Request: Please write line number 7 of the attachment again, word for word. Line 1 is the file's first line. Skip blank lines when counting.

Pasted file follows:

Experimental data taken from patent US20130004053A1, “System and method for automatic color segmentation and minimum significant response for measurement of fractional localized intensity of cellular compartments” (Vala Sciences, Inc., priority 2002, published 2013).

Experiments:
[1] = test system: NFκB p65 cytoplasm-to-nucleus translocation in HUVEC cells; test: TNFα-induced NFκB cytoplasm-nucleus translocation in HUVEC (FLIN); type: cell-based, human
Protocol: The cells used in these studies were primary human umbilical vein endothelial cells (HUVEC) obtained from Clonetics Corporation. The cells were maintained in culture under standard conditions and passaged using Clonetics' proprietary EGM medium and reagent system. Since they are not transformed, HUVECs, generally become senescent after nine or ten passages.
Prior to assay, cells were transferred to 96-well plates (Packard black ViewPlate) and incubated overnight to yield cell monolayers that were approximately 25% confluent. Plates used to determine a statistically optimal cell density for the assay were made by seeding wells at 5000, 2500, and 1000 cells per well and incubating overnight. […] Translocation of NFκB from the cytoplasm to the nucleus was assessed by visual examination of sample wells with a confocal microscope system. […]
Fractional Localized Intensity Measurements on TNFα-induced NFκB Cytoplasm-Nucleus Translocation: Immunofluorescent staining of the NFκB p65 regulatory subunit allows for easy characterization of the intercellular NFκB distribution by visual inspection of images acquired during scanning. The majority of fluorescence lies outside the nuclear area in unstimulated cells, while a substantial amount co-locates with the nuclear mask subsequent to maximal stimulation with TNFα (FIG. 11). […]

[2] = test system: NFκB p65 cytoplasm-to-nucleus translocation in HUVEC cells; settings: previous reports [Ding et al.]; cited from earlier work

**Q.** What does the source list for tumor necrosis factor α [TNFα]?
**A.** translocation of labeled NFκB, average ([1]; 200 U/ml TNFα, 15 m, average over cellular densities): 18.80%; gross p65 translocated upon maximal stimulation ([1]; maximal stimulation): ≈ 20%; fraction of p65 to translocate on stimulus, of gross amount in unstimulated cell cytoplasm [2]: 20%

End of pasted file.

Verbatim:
[2] = test system: NFκB p65 cytoplasm-to-nucleus translocation in HUVEC cells; settings: previous reports [Ding et al.]; cited from earlier work